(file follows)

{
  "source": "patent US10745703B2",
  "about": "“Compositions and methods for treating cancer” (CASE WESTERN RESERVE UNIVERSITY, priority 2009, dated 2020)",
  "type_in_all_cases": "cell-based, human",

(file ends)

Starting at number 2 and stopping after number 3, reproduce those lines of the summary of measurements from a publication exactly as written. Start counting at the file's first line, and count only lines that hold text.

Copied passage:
  "source": "patent US10745703B2",
  "about": "“Compositions and methods for treating cancer” (CASE WESTERN RESERVE UNIVERSITY, priority 2009, dated 2020)",